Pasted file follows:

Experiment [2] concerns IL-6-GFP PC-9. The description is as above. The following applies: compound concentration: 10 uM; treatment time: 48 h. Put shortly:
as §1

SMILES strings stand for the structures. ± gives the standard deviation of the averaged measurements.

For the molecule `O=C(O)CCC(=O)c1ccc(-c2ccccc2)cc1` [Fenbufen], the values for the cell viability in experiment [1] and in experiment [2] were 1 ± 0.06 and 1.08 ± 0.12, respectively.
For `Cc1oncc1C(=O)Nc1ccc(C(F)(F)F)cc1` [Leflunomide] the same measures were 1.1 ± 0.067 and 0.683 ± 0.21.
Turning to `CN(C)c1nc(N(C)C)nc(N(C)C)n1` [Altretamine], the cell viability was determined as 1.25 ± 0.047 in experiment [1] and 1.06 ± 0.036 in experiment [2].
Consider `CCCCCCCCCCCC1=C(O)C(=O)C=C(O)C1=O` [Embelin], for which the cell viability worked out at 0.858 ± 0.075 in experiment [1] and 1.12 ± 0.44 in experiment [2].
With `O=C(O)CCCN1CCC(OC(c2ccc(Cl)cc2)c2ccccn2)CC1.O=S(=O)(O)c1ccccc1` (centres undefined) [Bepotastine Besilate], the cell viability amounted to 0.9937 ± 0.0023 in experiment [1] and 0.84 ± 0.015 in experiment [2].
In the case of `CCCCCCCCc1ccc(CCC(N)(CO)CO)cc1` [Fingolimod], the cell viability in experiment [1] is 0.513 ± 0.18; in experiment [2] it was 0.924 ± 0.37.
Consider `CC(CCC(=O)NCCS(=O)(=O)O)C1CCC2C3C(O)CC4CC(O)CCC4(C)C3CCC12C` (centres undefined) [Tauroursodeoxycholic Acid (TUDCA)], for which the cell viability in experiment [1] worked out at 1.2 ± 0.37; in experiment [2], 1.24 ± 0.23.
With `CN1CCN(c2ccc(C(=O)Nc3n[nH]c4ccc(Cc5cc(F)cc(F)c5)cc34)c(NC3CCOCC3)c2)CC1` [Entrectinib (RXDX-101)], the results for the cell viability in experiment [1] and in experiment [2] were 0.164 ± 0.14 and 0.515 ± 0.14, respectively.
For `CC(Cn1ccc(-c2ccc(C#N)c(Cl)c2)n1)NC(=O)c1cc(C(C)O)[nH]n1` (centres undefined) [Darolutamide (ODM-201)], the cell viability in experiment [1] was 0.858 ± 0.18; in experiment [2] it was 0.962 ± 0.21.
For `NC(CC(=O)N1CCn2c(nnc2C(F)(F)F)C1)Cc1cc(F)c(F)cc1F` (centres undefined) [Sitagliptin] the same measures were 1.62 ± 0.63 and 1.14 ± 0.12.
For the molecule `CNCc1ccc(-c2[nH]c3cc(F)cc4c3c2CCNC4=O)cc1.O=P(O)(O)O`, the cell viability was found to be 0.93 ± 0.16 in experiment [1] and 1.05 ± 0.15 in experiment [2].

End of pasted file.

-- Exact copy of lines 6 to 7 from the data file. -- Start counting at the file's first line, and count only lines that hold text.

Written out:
Turning to `CN(C)c1nc(N(C)C)nc(N(C)C)n1` [Altretamine], the cell viability was determined as 1.25 ± 0.047 in experiment [1] and 1.06 ± 0.036 in experiment [2].
Consider `CCCCCCCCCCCC1=C(O)C(=O)C=C(O)C1=O` [Embelin], for which the cell viability worked out at 0.858 ± 0.075 in experiment [1] and 1.12 ± 0.44 in experiment [2].